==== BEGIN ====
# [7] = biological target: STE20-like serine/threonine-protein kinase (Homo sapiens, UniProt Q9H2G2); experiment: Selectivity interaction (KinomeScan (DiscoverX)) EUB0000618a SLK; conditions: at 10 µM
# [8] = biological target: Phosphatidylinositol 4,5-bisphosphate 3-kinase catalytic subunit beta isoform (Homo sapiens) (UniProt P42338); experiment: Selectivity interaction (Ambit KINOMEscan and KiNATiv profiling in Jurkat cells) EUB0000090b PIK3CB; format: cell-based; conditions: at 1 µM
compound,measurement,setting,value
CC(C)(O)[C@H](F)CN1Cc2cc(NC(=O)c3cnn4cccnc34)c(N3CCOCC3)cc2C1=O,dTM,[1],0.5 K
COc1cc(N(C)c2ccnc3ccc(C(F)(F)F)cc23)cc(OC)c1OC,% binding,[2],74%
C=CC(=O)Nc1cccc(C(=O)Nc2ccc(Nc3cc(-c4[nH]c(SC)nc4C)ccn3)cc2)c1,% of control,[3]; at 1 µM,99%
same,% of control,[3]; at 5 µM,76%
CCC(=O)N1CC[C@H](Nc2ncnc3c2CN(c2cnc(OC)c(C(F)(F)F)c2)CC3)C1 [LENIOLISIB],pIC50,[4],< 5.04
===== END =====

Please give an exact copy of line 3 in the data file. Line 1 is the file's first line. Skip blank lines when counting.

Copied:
compound,measurement,setting,value